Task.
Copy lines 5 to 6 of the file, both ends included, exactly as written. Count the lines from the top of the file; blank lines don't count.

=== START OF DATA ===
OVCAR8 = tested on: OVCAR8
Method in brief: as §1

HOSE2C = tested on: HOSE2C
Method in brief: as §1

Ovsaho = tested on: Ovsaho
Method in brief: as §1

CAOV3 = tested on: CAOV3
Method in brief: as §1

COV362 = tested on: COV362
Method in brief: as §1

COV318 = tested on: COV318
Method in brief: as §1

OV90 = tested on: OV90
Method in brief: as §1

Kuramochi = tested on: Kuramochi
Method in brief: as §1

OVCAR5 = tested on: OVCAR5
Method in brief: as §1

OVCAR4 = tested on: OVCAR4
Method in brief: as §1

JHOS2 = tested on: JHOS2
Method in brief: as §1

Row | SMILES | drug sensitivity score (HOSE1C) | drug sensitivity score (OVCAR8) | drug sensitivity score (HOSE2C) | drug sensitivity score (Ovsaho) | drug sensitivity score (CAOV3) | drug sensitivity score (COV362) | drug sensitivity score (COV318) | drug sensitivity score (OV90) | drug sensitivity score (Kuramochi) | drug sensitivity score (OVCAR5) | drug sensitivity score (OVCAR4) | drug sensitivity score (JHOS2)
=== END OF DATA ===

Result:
Ovsaho = tested on: Ovsaho
Method in brief: as §1